Theater is full of ghost stories so here’s the only one that personally involves me. I can’t explain it, but it may mean that someday I’ll be able to ask Steve his opinion of my second act. Steve died in August of 2001. This was about three years after we had left California and after about two years of serious illness from pulmonary fibrosis. I spent much of the next year travelling and trying to put my life and head back together. I was in the old house, the aerie up on top of Red Mountain, one evening about a year or so after he died when the phone rang. It was a woman I had known slightly through professional circles in California. She wasn’t a particular friend. I know she knew both me and Steve as he had met her at a couple of networking type events and, quite frankly, until she reminded me of her name and where she had worked in Sacramento, I had completely forgotten her. We exchanged the usual pleasantries and then she said ‘Steve’s dead, isn’t he?’. ‘Yes’, I replied, ‘Last year from pulmonary fibrosis’. ‘I know’, she answered, ‘I was in my bathroom on the toilet earlier this evening when he stepped out of my shower and told me he had a message for you. He wanted me to tell you that he’s OK’ I wasn’t sure what to say to that so I think I said something non-committal about is he still there. ‘No, he disappeared, but I’ll let you know if he comes back’. I never received any further messages.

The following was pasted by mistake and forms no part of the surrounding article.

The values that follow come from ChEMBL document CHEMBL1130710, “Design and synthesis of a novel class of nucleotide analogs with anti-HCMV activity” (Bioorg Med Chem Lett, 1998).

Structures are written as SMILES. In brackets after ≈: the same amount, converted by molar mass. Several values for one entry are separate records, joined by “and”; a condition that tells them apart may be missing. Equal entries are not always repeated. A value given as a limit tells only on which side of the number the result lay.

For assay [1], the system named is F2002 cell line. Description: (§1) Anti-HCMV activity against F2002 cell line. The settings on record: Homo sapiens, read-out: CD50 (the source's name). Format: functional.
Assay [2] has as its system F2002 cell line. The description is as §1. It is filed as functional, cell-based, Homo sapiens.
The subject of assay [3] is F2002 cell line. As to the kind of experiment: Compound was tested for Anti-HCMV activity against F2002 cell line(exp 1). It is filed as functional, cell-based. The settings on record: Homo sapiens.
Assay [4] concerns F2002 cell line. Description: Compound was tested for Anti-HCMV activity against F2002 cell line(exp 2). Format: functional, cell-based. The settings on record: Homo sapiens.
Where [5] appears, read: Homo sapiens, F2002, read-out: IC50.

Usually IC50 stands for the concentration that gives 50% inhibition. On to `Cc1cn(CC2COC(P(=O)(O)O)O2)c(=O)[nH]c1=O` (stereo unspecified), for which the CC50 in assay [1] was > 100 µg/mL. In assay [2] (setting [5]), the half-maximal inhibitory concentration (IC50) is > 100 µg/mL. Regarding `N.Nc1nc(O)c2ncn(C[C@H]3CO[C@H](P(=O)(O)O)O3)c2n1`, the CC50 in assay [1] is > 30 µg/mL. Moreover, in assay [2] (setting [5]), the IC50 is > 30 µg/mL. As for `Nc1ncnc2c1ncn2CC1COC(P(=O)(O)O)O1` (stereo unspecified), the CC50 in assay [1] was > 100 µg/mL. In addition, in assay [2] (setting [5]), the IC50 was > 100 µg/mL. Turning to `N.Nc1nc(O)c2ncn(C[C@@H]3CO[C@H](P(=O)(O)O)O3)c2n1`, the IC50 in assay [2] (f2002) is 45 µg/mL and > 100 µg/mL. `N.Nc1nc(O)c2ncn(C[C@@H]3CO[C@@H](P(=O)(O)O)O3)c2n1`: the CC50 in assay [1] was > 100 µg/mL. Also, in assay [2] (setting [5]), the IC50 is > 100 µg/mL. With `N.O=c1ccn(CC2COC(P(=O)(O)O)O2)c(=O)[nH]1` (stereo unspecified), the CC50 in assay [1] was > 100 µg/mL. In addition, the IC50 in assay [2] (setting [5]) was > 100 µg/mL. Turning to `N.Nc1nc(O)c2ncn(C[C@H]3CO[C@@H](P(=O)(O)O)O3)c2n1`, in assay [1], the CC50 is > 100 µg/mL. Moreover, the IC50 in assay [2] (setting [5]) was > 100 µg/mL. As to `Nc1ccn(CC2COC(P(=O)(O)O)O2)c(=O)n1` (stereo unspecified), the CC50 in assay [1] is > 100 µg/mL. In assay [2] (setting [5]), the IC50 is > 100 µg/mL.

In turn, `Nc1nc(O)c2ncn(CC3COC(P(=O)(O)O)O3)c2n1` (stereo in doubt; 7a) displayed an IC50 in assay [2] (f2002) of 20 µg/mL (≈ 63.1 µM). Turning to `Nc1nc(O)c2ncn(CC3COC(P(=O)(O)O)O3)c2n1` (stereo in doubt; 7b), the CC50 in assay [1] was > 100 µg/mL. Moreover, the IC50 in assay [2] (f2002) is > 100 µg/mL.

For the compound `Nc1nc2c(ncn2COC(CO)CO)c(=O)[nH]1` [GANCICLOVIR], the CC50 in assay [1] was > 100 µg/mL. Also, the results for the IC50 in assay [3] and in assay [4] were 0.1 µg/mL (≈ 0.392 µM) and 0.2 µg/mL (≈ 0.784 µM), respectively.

Now, it would be just like Steve to step out of someone’s shower when they are on the toilet. He had a rather simple sense of humor. I have no idea if this woman was pulling a prank, after hearing about his death through the Sacramento grapevine or if she has some sort of sensitivity that allowed him to reach through and send me a message. He died in the old house and for years, I waited for a sign or visitation, but none was ever forthcoming. Tommy died at UAB hospital and I doubt he’s hanging around there. I can see him popping up backstage at Red Mountain Theater or the Wright Center. This rather weird story gives me the comfort that there are more things in heaven and earth, Horatio, and that maybe both of them are hanging around somewhere, just out of sight. I wonder if they’ve found each other and what they think of me when they compare notes. I have a feeling I’m going to be ganged up on when it’s my turn to join them. In the meantime, I can see them both sitting in the patron’s balcony of the VST together each enjoying Dolly in his own way. Steve with huge hearty laughs and complete engagement, Tommy with his incredible eye for detail looking for minute flaws and creating solutions so that his next project will build on what he learned.